We know that plants are important. They maintain the atmosphere by absorbing carbon dioxide and producing oxygen. They nourish other living organisms and supply psychological benefits to humans as well, improving our moods and beautifying the landscape around us. But plants don’t just passively provide. They also take action.
Beronda L. Montgomery explores the vigorous, creative lives of organisms often treated as static and predictable. In fact, plants are masters of adaptation. They “know” what or who they are, and they use this knowledge to make a way in the world. Plants experience a kind of sensation that does not require eyes or ears. They distinguish kin, friend, and foe, and they are able to respond to ecological competition despite lacking the capacity of fight-or-flight. Plants are even capable of transformative behaviours that allow them to maximize their chances of survival in a dynamic and sometimes unfriendly environment.
Lessons from Plants enters into the depth of botanic experience and shows how we might improve human society by better appreciating not just what plants give us but also how they achieve their own purposes. What would it mean to learn from these organisms, to become more aware of our environments and to adapt to our own worlds by calling on perception and awareness rather than reason? Montgomery’s meditative study puts before us a question with the power to reframe the way we live: What would a plant do?
Introduction: A Sense of Self
1. A Changing Environment
2. Friend or Foe
3. Risk to Win
5. A Diverse Community
6. A Plan for Success
Beronda L. Montgomery is MSU Foundation Professor of Biochemistry & Molecular Biology and Microbiology & Molecular Genetics at Michigan State University. A Fellow of the American Academy of Microbiology, she was named one of Cell’s 100 Inspiring Black Scientists in America.
"[Montgomery's] knowledge and enthusiasm will have readers looking at plants in a new light."
– Publishers Weekly
"An invitation to awareness, awe, and curiosity. Beronda Montgomery takes us deep into the sophisticated and life-giving behaviors and community lives of plants, giving us evergreen lessons about resilience and diversity along the way."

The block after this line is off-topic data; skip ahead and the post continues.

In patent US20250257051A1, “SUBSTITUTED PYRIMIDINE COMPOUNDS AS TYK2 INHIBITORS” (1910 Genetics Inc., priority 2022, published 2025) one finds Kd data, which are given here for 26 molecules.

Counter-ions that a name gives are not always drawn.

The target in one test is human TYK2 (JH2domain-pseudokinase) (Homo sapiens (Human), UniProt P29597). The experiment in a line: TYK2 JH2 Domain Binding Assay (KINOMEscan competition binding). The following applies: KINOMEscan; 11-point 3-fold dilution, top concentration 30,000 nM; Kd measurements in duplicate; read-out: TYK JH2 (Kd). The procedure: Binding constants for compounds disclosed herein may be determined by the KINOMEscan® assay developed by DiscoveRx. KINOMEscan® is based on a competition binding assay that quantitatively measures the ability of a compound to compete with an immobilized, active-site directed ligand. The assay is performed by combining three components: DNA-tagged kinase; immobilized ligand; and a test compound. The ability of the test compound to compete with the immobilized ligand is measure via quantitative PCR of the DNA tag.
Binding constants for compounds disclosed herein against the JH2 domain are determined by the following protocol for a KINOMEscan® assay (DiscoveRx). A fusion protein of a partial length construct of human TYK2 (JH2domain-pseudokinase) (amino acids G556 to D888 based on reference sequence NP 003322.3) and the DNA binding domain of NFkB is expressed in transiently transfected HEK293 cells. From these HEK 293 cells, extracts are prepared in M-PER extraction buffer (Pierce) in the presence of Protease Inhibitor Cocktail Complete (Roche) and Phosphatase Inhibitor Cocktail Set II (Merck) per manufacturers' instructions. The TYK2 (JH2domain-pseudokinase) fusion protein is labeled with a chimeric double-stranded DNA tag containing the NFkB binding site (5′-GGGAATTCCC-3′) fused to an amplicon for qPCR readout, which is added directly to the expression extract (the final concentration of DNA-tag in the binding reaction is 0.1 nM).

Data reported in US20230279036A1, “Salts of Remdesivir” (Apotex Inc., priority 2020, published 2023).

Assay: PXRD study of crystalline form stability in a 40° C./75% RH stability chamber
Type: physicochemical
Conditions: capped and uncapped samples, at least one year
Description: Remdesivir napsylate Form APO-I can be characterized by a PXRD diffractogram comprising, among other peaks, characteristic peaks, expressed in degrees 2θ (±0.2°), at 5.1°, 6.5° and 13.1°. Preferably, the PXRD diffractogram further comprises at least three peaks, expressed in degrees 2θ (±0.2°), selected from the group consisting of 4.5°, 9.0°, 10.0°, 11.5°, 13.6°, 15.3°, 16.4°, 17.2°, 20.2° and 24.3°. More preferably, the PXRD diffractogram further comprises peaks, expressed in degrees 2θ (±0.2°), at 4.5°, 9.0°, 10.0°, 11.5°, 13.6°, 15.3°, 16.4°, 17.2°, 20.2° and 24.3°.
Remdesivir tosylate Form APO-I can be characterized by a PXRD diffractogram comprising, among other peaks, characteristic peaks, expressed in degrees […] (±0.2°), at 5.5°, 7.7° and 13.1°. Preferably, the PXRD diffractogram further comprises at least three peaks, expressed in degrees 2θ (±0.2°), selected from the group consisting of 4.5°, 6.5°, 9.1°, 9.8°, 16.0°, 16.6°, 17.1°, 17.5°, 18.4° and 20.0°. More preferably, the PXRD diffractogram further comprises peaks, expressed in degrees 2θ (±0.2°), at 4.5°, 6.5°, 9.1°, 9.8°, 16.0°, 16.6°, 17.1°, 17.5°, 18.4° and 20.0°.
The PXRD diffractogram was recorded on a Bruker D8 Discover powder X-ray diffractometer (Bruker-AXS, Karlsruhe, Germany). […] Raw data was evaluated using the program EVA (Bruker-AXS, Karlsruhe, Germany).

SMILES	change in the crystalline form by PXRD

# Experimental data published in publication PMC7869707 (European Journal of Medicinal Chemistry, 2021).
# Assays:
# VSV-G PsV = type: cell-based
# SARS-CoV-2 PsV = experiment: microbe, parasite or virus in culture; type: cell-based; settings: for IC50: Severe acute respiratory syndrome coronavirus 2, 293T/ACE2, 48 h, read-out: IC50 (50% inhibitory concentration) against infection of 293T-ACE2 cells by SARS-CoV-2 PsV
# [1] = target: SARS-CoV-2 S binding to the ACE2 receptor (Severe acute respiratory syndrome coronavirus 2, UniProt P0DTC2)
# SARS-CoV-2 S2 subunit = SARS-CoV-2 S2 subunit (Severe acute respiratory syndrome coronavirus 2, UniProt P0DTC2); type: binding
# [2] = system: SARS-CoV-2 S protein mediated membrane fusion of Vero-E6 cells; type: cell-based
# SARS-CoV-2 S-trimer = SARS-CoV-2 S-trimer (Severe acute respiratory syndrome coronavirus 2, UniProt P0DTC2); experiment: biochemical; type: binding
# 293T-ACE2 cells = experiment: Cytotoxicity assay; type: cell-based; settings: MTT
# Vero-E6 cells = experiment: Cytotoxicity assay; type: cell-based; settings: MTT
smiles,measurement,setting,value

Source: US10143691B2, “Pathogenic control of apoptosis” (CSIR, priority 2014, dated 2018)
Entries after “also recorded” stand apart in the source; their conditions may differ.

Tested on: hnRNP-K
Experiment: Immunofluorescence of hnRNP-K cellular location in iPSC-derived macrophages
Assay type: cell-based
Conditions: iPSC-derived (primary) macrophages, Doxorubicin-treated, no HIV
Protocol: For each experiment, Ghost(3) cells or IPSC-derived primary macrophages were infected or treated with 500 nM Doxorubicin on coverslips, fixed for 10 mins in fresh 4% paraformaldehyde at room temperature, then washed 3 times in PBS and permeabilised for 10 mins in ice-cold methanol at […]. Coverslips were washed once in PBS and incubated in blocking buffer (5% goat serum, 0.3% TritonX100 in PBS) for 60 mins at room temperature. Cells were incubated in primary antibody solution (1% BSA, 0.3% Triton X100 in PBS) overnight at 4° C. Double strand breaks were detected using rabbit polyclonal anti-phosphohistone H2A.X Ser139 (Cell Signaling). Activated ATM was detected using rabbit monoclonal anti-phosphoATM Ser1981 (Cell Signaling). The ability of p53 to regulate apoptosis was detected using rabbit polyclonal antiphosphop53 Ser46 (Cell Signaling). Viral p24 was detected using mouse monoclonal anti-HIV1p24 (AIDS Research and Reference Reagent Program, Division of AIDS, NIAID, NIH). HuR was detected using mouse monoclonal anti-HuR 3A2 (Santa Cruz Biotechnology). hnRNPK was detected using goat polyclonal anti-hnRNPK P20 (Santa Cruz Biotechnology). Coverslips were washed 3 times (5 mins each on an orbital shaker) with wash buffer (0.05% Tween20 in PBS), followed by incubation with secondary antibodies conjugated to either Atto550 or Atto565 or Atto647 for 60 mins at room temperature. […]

– David George Haskell, author of Pulitzer finalist The Forest Unseen and Burroughs Medalist for The Songs of Trees
"Lessons from Plants is an astonishing and luminously written work. By drawing surprising connections between the largely hidden world of plant behavior and the deep problems of human existence, Montgomery vividly illustrates the importance of paying close attention to the intentional behavior of stems, branches, and roots that often escapes our awareness. At once moving, accessible, and edifying, Lessons from Plants is a tour de force of science communication and a profound meditation on the nature of being."
– Crystal M. Fleming, author of How to Be Less Stupid About Race
"A wonderful portrait of life as a plant. In an accessible style and fluid prose, Montgomery teaches us modern plant biology interwoven with personal stories and philosophy, and ultimately, how to live meaningful, sense-filled lives."
– Jo Handelsman, Director, Wisconsin Institute for Discovery, and HHMI Professor in the Department of Plant Pathology, University of Wisconsin–Madison
"Whether you are a budding plant biologist, interested in the scientific process, or excited about learning more about the natural world, Lessons from Plants is a must-read."
– Pamela Ronald, co-author of Tomorrow’s Table: Organic Farming, Genetics, and the Future of Food
"Lessons from Plants brilliantly highlights principles of plant self-recognition, growth, resources, and adaptations to gift us a newfound level of awareness. These insights illuminate how we might help those around us thrive – I plan to put key lessons into practice."
– Prachee Avasthi, Geisel School of Medicine at Dartmouth
"Beronda Montgomery studies the secret life of plants, and her findings might surprise us. Plants have communities and can identify and favor their genetic kin. They adapt to complicated conditions in their environments. They are also more productive in a diverse ecosystem. In a beguiling set of observations, Montgomery notes how humans are similar creatures – this book is a call not only to plant awareness, but to self-awareness."
– Teresa A. Sullivan, author of Census 2020: Understanding the Issues
"A love letter to the natural world. This extraordinary, brave, and thoughtful meditation considers the connection between plants and mentoring, a link I'd never before contemplated. Through gorgeous storytelling and scholarship, Lessons from Plants will speak to scientists, naturalists, and everyone who has experienced the evocative relationship between a mentor and mentee."
– Mary Deane Sorcinelli, coauthor of Faculty Development in the Age of Evidence